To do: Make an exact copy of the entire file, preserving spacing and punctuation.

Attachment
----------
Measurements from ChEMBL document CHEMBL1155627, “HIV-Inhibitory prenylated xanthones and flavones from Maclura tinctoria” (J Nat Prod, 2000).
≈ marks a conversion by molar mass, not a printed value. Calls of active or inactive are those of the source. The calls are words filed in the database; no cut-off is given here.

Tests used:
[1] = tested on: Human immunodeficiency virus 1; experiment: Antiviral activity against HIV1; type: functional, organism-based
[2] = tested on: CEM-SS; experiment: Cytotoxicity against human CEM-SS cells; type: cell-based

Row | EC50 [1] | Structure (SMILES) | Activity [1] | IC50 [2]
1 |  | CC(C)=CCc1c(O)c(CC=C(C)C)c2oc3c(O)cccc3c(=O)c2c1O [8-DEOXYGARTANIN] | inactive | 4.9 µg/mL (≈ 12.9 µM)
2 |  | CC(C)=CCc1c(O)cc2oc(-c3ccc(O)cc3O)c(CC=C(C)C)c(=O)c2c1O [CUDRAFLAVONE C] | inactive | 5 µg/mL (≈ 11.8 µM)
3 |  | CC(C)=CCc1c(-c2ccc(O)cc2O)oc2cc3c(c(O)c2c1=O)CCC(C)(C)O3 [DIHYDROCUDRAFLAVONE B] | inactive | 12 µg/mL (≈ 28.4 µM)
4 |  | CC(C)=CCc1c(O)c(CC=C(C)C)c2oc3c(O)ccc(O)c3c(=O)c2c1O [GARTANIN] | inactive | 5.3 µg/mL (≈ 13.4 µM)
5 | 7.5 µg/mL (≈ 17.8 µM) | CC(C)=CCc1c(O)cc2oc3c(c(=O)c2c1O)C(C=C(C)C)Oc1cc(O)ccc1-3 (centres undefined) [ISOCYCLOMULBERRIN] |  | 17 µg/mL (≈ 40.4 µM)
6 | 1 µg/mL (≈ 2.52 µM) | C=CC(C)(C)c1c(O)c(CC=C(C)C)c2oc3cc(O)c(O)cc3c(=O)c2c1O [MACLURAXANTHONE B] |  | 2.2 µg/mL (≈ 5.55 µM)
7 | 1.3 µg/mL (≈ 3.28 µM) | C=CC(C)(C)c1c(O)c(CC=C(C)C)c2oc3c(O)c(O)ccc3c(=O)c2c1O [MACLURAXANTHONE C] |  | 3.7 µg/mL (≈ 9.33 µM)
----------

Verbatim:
Measurements from ChEMBL document CHEMBL1155627, “HIV-Inhibitory prenylated xanthones and flavones from Maclura tinctoria” (J Nat Prod, 2000).
≈ marks a conversion by molar mass, not a printed value. Calls of active or inactive are those of the source. The calls are words filed in the database; no cut-off is given here.

Tests used:
[1] = tested on: Human immunodeficiency virus 1; experiment: Antiviral activity against HIV1; type: functional, organism-based
[2] = tested on: CEM-SS; experiment: Cytotoxicity against human CEM-SS cells; type: cell-based

Row | EC50 [1] | Structure (SMILES) | Activity [1] | IC50 [2]
1 |  | CC(C)=CCc1c(O)c(CC=C(C)C)c2oc3c(O)cccc3c(=O)c2c1O [8-DEOXYGARTANIN] | inactive | 4.9 µg/mL (≈ 12.9 µM)
2 |  | CC(C)=CCc1c(O)cc2oc(-c3ccc(O)cc3O)c(CC=C(C)C)c(=O)c2c1O [CUDRAFLAVONE C] | inactive | 5 µg/mL (≈ 11.8 µM)
3 |  | CC(C)=CCc1c(-c2ccc(O)cc2O)oc2cc3c(c(O)c2c1=O)CCC(C)(C)O3 [DIHYDROCUDRAFLAVONE B] | inactive | 12 µg/mL (≈ 28.4 µM)
4 |  | CC(C)=CCc1c(O)c(CC=C(C)C)c2oc3c(O)ccc(O)c3c(=O)c2c1O [GARTANIN] | inactive | 5.3 µg/mL (≈ 13.4 µM)
5 | 7.5 µg/mL (≈ 17.8 µM) | CC(C)=CCc1c(O)cc2oc3c(c(=O)c2c1O)C(C=C(C)C)Oc1cc(O)ccc1-3 (centres undefined) [ISOCYCLOMULBERRIN] |  | 17 µg/mL (≈ 40.4 µM)
6 | 1 µg/mL (≈ 2.52 µM) | C=CC(C)(C)c1c(O)c(CC=C(C)C)c2oc3cc(O)c(O)cc3c(=O)c2c1O [MACLURAXANTHONE B] |  | 2.2 µg/mL (≈ 5.55 µM)
7 | 1.3 µg/mL (≈ 3.28 µM) | C=CC(C)(C)c1c(O)c(CC=C(C)C)c2oc3c(O)c(O)ccc3c(=O)c2c1O [MACLURAXANTHONE C] |  | 3.7 µg/mL (≈ 9.33 µM)